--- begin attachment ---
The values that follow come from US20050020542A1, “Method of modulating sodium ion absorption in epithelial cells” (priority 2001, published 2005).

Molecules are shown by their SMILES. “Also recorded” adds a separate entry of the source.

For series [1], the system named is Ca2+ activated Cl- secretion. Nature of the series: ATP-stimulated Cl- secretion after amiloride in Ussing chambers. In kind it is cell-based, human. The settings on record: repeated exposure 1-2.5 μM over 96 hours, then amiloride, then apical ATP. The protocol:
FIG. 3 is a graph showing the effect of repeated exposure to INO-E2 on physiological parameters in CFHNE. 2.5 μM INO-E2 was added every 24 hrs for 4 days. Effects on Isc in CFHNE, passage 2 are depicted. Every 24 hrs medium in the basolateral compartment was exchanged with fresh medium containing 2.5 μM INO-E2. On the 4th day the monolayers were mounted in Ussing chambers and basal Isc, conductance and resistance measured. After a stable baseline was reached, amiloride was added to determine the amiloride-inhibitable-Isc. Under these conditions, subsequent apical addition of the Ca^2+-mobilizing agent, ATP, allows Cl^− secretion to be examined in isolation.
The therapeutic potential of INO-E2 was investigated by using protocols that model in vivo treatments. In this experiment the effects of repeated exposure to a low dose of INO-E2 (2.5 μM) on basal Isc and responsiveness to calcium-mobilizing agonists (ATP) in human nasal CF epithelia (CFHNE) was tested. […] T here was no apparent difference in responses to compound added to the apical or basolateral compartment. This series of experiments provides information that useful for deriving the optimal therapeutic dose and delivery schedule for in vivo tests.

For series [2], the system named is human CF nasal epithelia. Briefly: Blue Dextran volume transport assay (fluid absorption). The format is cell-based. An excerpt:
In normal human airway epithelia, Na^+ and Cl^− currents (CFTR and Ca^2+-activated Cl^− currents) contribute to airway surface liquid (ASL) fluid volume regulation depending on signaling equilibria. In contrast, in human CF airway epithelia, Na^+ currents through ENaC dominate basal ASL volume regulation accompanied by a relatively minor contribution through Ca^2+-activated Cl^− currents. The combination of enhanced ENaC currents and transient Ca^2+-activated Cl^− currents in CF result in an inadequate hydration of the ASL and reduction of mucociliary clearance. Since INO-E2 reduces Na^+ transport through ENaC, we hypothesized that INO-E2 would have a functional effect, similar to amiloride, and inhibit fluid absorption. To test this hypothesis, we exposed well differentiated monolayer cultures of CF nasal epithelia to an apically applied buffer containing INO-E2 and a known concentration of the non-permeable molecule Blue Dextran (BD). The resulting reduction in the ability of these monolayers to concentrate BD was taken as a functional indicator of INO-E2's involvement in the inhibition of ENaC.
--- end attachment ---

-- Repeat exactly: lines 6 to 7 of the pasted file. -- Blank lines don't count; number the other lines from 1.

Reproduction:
For series [2], the system named is human CF nasal epithelia. Briefly: Blue Dextran volume transport assay (fluid absorption). The format is cell-based. An excerpt:
In normal human airway epithelia, Na^+ and Cl^− currents (CFTR and Ca^2+-activated Cl^− currents) contribute to airway surface liquid (ASL) fluid volume regulation depending on signaling equilibria. In contrast, in human CF airway epithelia, Na^+ currents through ENaC dominate basal ASL volume regulation accompanied by a relatively minor contribution through Ca^2+-activated Cl^− currents. The combination of enhanced ENaC currents and transient Ca^2+-activated Cl^− currents in CF result in an inadequate hydration of the ASL and reduction of mucociliary clearance. Since INO-E2 reduces Na^+ transport through ENaC, we hypothesized that INO-E2 would have a functional effect, similar to amiloride, and inhibit fluid absorption. To test this hypothesis, we exposed well differentiated monolayer cultures of CF nasal epithelia to an apically applied buffer containing INO-E2 and a known concentration of the non-permeable molecule Blue Dextran (BD). The resulting reduction in the ability of these monolayers to concentrate BD was taken as a functional indicator of INO-E2's involvement in the inhibition of ENaC.